2Viral Vectors Can be used as gene delivery systems Can also be used for human gene therapyAll work with viral vectors must be registered with the campus Institutional Biosafety Committee (IBC)Prokaryotic or Eukaryotic viruses:Recombinant prokaryotic viruses (bacteriophages) must be registered with IBCEukaryotic viruses present biohazard concerns, which is the focus of this training
3Eukaryotic Viral Vectors (e.g., Adenovirus, Lentivirus) Narrow or wide host rangeFlexibility in the type of transgene that is deliveredEasily produced in the laboratory
4Common Eukaryotic Viral Vectors Adeno-associated VirusAdenovirusRetrovirusIncludes Lentivirus, MMLV, HIV or SIV replication, incompetent virusesHerpes VirusVaccinia Virus
5Production of Viral Vectors Construction of recombinant vector with transgene(s) of interestTransfection of plasmids (number of plasmids differ) into host cell (typically HEK293 cells) to package recombinant viral genomeVirus collected and used for infection of animal, cell, gene therapy, etc.HEK293 cells are human cells (requiring BSL-2 practices), and require Hepatitis B vaccination or proof of immunity
6Biosafety Concerns Require Risk Assessment Risk Assessment considers the potential for the following risks which pose a hazard to laboratory staff which include:Generation of Replication Competent Viruses (RCV)Infection of unintended target cellsInsertional mutagenesis/oncogenic potentialInappropriate expression of gene productGerm-line transfer of genesRescue by other human pathogenic viruses
7Risk Assessment Risk Assessments include: Hazard Characteristics of AgentHazard Characteristics of Laboratory ProceduresHazard Potential associated with work practices, safety equipment & facility safeguardsDetermination of appropriate Biosafety Level (BSL) & any extra precautionsRisks for infection are DIMINISHED by the nature of the vector system (and its safety features)OR;EXACERBATED by the nature of the transgene insert encoded by the vector!.
8Risk Assessment Summary Biosafety ConsiderationsHigher RiskLower RiskVector ReplicationReplication competentReplication incompetentVector DesignVector packaging functions on two plasmidsViral genes present & expressedVector and packaging functions separated onto multiple (3+) plasmidsViral genes deletedTransgeneOncogene, Toxin encoding, Tumor SuppressorNon – oncogene, structural geneVector GenerationLarge ScaleLaboratory ScaleAnimal HostPermissive hostAnimal engrafted with human cellsNon-permissive hostAnimal ManipulationVector administration (e.g., use of sharps during injection)Housing and husbandry (no use of sharps)
9Risks Associated with Viral Vectors: Rescue of Replication Deficient Virusesby Superinfection with Wild VirusesViral DNAGene of InterestVirusWildVirusCell’s DNATarget CellComplementationThe genome from the wild virus provides the missing proteins needed for the viral vector to replicate. The superinfected cell functions similarly to a packaging line.
10Risks Associated with Viral Vectors: Rescue of Replication Deficient Virusesby Superinfection with Wild VirusesVirusWildVirusViral DNAGene of InterestCell’s DNATarget CellUnlikely to be HIV (due to gene deletions); theoretical risk is pseudo-typed VSV-g replication-competent virus bearing gene of interest and able to infect dividing and non-dividing cells.RecombinationThe genome from the wild virus randomly recombines with the viral vector, providing sufficient genetic material for the viral vector to replicate. The resulting rescued virus may possess pieces of the original insert gene. The viral genome is impossible to predict due to random recombination. The virus may exhibit altered virulence.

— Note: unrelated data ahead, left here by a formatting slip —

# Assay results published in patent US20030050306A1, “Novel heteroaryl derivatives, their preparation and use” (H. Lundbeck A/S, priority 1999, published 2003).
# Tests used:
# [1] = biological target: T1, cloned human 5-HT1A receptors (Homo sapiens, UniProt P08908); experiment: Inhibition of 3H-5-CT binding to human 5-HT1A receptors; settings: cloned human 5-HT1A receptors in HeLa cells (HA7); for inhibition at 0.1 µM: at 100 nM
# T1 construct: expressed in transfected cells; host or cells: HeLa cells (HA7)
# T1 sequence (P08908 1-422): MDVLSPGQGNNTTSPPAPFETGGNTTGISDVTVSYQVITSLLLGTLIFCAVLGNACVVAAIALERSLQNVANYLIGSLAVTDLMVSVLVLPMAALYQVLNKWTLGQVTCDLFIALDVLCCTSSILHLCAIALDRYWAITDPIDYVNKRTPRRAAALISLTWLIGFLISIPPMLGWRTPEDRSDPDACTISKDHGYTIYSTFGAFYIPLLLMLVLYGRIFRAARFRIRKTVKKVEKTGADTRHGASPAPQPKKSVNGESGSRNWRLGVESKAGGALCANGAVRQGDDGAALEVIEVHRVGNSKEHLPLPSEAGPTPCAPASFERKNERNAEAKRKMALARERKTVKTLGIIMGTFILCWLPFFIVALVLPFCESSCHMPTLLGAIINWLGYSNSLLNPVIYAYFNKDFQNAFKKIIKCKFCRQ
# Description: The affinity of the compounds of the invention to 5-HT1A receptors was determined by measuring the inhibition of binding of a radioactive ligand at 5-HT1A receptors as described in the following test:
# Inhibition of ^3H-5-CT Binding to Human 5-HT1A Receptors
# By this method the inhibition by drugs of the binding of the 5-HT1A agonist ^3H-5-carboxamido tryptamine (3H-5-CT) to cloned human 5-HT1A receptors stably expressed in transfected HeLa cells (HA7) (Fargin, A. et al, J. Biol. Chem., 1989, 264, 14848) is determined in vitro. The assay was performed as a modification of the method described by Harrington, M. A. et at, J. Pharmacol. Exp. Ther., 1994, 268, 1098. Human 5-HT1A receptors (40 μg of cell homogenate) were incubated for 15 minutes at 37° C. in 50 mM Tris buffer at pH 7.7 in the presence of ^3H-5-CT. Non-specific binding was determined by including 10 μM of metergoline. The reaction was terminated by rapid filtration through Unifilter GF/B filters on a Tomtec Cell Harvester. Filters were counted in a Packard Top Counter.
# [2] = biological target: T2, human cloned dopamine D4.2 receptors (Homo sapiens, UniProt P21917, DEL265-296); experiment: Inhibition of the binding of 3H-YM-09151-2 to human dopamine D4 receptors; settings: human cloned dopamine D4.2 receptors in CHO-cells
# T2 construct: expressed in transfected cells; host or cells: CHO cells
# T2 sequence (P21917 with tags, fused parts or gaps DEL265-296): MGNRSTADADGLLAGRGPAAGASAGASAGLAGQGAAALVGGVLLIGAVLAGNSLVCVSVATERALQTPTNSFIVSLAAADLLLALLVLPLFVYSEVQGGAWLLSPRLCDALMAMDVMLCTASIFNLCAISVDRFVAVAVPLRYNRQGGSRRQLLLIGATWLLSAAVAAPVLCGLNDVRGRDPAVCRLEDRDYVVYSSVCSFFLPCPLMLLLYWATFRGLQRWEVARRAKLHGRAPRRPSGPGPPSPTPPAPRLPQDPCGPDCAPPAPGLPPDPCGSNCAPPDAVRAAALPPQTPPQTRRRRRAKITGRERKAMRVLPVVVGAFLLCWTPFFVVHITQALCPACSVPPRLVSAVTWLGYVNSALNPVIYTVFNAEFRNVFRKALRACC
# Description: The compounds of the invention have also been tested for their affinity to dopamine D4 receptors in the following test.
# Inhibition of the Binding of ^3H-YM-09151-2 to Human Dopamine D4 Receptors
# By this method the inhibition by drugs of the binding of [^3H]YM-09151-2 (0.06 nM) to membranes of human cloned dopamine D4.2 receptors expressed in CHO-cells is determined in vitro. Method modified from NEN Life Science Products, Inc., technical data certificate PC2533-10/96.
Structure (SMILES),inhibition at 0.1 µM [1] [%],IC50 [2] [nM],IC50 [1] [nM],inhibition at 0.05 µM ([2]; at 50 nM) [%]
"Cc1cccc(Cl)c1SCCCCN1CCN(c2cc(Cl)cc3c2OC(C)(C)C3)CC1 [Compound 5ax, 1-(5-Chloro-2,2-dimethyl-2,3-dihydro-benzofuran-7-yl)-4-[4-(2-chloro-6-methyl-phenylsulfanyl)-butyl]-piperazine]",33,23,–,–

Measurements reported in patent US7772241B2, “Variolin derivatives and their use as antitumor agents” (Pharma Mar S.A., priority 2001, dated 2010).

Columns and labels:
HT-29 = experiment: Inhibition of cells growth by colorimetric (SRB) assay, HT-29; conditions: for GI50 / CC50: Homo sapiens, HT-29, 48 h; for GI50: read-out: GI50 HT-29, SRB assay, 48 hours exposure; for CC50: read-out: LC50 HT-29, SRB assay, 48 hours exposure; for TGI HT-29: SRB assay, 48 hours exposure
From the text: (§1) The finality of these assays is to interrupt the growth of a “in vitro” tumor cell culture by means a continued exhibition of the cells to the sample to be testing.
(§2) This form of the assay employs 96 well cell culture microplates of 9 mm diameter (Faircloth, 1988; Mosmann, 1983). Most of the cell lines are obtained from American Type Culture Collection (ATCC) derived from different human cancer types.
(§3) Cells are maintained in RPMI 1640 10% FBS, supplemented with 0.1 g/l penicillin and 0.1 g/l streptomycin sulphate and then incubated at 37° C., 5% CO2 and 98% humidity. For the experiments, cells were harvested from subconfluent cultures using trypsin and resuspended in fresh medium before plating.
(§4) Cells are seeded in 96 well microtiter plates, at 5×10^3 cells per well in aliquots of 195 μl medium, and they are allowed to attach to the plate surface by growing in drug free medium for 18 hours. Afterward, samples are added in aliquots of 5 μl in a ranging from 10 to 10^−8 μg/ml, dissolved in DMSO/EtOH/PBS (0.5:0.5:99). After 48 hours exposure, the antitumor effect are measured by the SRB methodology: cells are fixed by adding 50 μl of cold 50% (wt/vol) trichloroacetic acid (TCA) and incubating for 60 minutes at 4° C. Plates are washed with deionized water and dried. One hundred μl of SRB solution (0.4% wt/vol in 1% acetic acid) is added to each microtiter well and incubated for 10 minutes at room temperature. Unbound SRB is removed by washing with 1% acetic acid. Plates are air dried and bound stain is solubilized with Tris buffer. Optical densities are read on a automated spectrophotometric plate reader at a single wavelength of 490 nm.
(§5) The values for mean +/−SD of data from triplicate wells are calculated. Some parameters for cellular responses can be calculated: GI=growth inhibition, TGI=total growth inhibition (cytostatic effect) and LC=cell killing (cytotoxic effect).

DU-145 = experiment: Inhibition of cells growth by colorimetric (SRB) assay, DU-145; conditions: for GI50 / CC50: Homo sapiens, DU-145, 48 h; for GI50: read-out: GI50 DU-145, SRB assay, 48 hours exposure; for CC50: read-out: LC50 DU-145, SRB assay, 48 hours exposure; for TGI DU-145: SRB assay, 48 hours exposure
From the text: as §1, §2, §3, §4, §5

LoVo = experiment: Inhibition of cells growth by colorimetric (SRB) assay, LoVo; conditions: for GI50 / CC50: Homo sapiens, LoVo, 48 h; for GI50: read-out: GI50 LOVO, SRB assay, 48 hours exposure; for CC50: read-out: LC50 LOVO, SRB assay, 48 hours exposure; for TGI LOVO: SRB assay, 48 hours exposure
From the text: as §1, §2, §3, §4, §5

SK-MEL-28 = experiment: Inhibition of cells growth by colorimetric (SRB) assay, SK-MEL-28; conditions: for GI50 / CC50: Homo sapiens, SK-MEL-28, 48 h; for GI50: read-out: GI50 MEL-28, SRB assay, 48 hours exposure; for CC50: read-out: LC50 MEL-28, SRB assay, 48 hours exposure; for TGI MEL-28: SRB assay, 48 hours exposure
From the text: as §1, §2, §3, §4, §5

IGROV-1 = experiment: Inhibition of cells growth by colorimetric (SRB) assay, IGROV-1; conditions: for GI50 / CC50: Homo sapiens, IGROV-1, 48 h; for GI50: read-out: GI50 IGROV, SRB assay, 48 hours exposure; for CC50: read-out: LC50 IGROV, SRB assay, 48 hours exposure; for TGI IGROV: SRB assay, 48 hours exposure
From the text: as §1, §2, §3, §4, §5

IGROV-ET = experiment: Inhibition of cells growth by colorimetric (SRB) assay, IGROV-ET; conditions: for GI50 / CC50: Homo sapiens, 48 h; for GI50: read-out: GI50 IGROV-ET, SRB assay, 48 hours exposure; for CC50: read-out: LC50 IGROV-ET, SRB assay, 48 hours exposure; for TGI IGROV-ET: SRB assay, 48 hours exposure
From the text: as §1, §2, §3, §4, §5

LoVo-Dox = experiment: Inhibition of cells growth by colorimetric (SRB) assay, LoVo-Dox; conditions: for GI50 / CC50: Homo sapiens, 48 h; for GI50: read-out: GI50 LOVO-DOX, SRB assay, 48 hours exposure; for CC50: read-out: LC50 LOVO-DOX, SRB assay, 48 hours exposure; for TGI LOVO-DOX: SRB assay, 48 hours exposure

11to increased cancer risk. Risks Associated with Viral Vectors:Insertional MutagenesisViral DNAGene of InterestVirusHost Cell DNATarget CellProto-OncogeneOncogeneRandom integration of viral genome may disrupt endogenous host genes. Of special concern is disruption of proto-oncogenes, which can leadto increased cancer risk.
12Viral Pseudotyping: A Double-Edged Sword TropismThe ability of a virus to infect a particular type of host cellPsuedotypingAltering the viral envelope protein to alter tropism, thus allowing the virus to infect cells it originally could not, typically VSV-G envelope is used
13Viral Envelope Protein Receptor for Viral Envelope Viral Pseudotyping: A Double-Edged SwordTropismHost RangeViral Envelope ProteinReceptor for Viral EnvelopeEcotropicMouse/Rat (narrow host range)Gap70mCAT-1Amphotropic / DualtropicMammals (wider host range)4070A / 10A1Ram-1 / GALVPantropicAll AnimalsVSV-GPhosphotidyl serinePhosphotidyl inositolGM3 gangliosideSpecial care should be used when working with pantropicor amphotropic viruses which can infect humans!
14Adeno-Associated Virus (AAV) Icosahedral, enveloped, ssDNA virusRequires a helper virus to replicateTypically Adenovirus, Herpesvirus or VacciniaAble to stably insert DNA into host chromosome, and remain latent in the absence of helper virusInfectious to humans with no known disease associationMay be transmitted by aerosol, droplet exposure to mucous membrane, injection and ingestion
15AAV Vector Characteristics Limited cloning capacityMulti-plasmid packaging systemAbility to be produced in high titersAbility to infect broad range of cellsLong term, stable expression from randomly integrated sequencesReplication in the presence of wild type (WT) AAV or helper virusBSL-1 without helper virus, BSL-2 with helper virus or when working with human cells
16Specific Risks for AAV Vectors Insertional mutagenesisIncreased risk when using helper virusIncreased risk when gene of interest is an oncogeneLatent infection